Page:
The phenothiazinium dyes inhibited the amastigote proliferation at low concentrations. The MB, NMB, TBO, and DMMB IC50 concentrations were lower compared to BZ (3.41 μM), reaching 0.44 μM, 0.09 μM, 0.27 μM, and 0.08 μM, respectively (Table 1). Moreover, a similar inhibition pattern between BZ and phenothiazinium dyes was observed using high-content screening analysis by amastigotes counting (Figure 1). At IC50 concentrations (Table 1) all tested compounds partially inhibited parasite proliferation (Figures 1(c), 1(d), 1(e), 1(f), 1(g), and 1(h)), compared to the nontreated control (Figure 1(b)). However, the phenothiazinium dyes demonstrated higher cytotoxicity (lower CC50) in relation to BZ (> 200 μM) wherein MB, NMB, TBO, and DMMB inhibited the host cell reductases at 16.82 μM, 4.19 μM, 7.93 μM, and 4.46 μM, respectively. Despite the relative higher host cell toxicity, the selective index (SI) was above 25, which is adequate compared to the index recommended for candidate drugs for Chagas disease control. In drug screening procedures against T. cruzi, an SI > 10 is recommended for candidates with potential for use in in vivo and clinical assays [16, 17]. Moreover, MB has been successfully applied against malaria and to treat methemoglobinemia with few cases of toxicity [18, 19], reinforcing its potential use as anti-T. cruzi compound in further assays.
3.2. Phenothiazinium Combinations Are Synergic against Amastigotes In Vitro
The combination of compounds has an important potential for the control of the Chagas disease. Several combinations of BZ with Itraconazole, E1224 (ravuconazole prodrug), and ketoconazole have demonstrated improved anti-T. cruzi pattern compared to the single treatments [20–22]. The main aim of combinations with BZ is the decrease of dosages allied to the alleviation of side effects, which allow longer-term treatments. However, the combinations of phenothiazinium dyes with BZ resulted in an antagonist effect (CI > 1), despite the elevation of the parasite inhibition, mostly at lower concentrations (Figures 2(a), 2(b), 2(c), 2(d), and Table 2). However, the combinations among phenothiazinium dyes were synergic against amastigotes (except MB + DMMB), improving the parasite inhibition in all concentrations analyzed (Figures 2(e), 2(f), 2(g), 2(h), 2(i), and 2(j)). The CI of MB + NMB, MB + TBO, MB + DMMB, NMB + TBO, NMB + DMMB, and TBO + DMMB were 0.90, 0.89, 1.05, 0.74, 0.80, and 0.42, respectively (Table 2). The CI values probably indicate some differences in mechanisms of action among the phenothiazinium dyes. For example, the combinations containing TBO demonstrated the lowest CI values, probably due to low structure similarity with other dyes. In contrast, MB and DMMB are structurally similar, which reflected in an antagonist pattern when combined (Table 2). However, TBO demonstrated a high IC50 (compared to NMB or DMMB), which may affect negatively further in vivo treatments. Therefore, a wide and complex strategy for in vivo procedures is demanded, once there are multiple combinations and treatment regimens (acute, chronic, and pregnant models) to test.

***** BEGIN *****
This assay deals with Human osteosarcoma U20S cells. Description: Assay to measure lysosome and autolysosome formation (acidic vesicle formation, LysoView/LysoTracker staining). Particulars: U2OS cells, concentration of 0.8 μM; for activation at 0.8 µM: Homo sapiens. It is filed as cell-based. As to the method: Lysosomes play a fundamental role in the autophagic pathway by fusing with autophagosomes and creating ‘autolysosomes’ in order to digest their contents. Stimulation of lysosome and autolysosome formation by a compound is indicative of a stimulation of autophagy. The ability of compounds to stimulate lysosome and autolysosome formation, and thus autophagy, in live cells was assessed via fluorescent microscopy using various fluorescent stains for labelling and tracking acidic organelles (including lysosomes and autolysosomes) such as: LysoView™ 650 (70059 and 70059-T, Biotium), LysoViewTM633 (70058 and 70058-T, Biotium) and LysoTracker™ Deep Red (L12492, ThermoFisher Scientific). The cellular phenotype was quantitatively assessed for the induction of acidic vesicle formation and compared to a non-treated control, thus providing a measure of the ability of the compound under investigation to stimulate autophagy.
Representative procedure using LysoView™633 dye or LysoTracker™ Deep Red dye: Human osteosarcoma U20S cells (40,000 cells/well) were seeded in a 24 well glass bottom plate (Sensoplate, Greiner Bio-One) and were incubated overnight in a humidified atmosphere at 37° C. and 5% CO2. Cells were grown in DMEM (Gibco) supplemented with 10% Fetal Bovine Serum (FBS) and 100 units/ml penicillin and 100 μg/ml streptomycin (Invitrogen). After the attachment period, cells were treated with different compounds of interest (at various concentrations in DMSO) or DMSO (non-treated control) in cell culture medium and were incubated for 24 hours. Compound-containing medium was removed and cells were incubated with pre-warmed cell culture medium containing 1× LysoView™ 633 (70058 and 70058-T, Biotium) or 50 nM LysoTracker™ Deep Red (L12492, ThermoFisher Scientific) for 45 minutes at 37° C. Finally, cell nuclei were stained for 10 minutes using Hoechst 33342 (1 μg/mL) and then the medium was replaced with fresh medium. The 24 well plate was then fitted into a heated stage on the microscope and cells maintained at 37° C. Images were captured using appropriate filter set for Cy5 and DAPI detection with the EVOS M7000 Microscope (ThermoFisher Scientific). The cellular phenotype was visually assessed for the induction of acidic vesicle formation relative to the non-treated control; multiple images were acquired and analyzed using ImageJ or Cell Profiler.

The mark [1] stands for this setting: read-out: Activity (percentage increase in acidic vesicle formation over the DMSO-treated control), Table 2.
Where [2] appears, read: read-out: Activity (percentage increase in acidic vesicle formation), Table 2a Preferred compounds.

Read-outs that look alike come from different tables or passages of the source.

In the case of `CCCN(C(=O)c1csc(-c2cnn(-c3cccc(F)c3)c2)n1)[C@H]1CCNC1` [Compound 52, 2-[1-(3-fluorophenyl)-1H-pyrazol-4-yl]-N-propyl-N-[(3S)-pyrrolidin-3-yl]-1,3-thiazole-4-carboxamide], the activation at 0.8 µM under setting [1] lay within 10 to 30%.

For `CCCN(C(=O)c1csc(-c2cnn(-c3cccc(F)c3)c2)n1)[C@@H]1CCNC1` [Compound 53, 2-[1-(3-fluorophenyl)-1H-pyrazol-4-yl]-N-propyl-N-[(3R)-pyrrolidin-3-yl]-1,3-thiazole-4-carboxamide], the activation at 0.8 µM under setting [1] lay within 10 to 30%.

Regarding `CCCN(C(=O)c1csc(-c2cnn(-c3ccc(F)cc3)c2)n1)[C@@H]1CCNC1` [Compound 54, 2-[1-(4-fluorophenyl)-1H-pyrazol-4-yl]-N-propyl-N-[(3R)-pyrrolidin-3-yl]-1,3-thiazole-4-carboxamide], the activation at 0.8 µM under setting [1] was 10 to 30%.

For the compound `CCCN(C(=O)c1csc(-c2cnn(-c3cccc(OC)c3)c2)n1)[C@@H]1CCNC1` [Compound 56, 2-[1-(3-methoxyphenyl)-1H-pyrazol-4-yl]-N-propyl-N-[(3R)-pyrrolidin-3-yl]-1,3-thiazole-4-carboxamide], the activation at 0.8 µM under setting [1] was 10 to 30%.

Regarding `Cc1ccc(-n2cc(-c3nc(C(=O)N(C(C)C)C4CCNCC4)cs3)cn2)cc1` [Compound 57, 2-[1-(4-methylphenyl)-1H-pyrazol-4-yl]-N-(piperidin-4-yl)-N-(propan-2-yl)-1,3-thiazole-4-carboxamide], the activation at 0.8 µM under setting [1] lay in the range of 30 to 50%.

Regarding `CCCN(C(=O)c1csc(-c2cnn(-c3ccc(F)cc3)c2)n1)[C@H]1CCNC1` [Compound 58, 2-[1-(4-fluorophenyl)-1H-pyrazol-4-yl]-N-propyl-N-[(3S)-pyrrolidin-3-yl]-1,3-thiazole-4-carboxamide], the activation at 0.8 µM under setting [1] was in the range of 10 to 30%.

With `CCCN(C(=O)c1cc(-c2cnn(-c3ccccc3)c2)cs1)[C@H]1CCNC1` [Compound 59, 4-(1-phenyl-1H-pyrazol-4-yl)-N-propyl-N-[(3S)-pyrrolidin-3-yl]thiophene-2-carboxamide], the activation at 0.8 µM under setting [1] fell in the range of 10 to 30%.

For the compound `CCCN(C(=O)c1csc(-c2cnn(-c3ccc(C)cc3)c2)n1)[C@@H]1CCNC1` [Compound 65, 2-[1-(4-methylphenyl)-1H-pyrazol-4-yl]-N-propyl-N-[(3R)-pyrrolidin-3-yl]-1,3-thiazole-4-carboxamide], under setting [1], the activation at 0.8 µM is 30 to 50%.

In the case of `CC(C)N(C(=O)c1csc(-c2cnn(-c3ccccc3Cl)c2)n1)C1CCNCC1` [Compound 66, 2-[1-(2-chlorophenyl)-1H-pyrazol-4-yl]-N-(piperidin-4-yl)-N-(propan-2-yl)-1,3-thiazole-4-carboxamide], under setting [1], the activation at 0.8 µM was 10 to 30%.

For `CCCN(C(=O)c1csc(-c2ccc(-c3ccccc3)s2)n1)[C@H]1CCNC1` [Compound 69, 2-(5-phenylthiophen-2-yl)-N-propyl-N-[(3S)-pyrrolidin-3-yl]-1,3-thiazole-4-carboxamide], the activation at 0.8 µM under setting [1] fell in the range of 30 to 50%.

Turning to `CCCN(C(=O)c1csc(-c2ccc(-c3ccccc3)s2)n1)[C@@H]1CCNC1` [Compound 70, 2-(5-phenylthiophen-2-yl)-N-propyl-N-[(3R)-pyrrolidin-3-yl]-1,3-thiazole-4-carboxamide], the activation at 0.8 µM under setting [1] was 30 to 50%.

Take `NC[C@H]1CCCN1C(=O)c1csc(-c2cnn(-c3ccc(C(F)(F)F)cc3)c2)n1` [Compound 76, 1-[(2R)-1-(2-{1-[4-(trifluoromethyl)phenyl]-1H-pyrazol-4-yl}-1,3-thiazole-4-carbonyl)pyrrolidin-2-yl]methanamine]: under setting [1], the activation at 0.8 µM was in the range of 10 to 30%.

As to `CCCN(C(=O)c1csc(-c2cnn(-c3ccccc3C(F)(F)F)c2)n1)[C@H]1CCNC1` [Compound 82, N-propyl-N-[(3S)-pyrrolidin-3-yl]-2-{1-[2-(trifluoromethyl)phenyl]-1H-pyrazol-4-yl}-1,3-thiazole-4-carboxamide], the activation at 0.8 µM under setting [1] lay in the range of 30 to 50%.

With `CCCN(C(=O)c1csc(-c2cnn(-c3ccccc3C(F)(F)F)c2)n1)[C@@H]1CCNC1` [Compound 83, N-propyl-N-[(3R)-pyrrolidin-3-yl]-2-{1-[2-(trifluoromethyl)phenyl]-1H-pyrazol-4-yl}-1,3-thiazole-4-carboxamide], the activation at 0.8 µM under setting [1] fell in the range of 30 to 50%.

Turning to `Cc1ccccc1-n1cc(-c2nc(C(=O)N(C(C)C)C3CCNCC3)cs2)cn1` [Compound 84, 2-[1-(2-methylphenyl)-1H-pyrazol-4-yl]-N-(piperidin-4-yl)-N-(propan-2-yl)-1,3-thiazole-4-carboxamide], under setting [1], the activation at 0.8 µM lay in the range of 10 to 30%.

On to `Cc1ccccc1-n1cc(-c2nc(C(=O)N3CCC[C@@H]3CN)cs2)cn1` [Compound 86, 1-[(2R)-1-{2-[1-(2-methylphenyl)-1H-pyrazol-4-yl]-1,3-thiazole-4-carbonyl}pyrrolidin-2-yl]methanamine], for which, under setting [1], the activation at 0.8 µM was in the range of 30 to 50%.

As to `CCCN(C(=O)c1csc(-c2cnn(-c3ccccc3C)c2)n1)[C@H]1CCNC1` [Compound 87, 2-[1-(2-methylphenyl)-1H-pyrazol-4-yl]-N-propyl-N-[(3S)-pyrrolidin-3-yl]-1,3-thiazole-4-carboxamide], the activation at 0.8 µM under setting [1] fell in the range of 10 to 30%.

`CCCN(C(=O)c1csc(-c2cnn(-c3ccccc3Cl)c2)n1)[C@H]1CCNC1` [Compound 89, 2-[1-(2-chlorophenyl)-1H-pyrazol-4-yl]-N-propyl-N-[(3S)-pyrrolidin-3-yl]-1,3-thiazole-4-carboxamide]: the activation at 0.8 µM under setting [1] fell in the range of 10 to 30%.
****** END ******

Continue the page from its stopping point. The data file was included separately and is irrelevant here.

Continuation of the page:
3.3. Phenothiazinium Dyes Increase ROS in Treated Cells and Trypomastigotes
The literature is contradictory regarding the role of ROS produced by the host cell during T. cruzi infection. Several studies have implicated the host cell respiratory burst in controlling the infection [23, 24]. Others have reported a positive correlation between ROS production by the host and parasite proliferation [25, 26]. Also, when a sublethal hydrogen peroxide concentration was added to a T. cruzi infected culture, parasite proliferation increased . Our results show increased ROS production in T. cruzi infected cells (untreated) when compared to noninfected cells (Figure 3(a)), corroborating an effect also observed for proliferating bacteria , fungi , viruses [30, 31], and Leishmania . Despite the efficient antioxidant machinery , we observed increased ROS production in T. cruzi trypomastigotes after treatment with phenothiazinium dyes (Figure 3(b)). This effect was similar to the one observed for MN a classic inducer of oxidative stress . On the other hand, no ROS production was detected in trypomastigotes treated with BZ. Although BZ induces the production of free radicals and electrophilic metabolites after the reduction of its nitro group, no ROS is produced in treated parasites . We have observed that treatment with phenothiazinium dyes (and to a lesser extent BZ and MN) increased ROS production in noninfected cells (Figure 3(b)). In contrast, treating T. cruzi infected cells with phenothiazinium dyes decreased ROS production (Figure 3(b)). Indeed, Methylene Blue scavenges ROS in several biological models such as skin and HT-22 cells, elevating oxygen consumption and mitochondrial activity [35–37]. Because T. cruzi proliferation is stimulated by ROS production , we speculate that scavenging of such ROS by phenothiazinium dyes impairs parasite proliferation. However, for the complete elucidation of the roles of phenothiazinium dyes in ROS scavenging, complementary assays will be required in further studies. As an example, the ability of phenothiazinium dyes to scavenge ROS may be compared to that of Trolox (6-Hydroxy-2,5,7,8-tetramethylchromane-2-carboxylic acid), a well-established ROS scavenger [38, 39].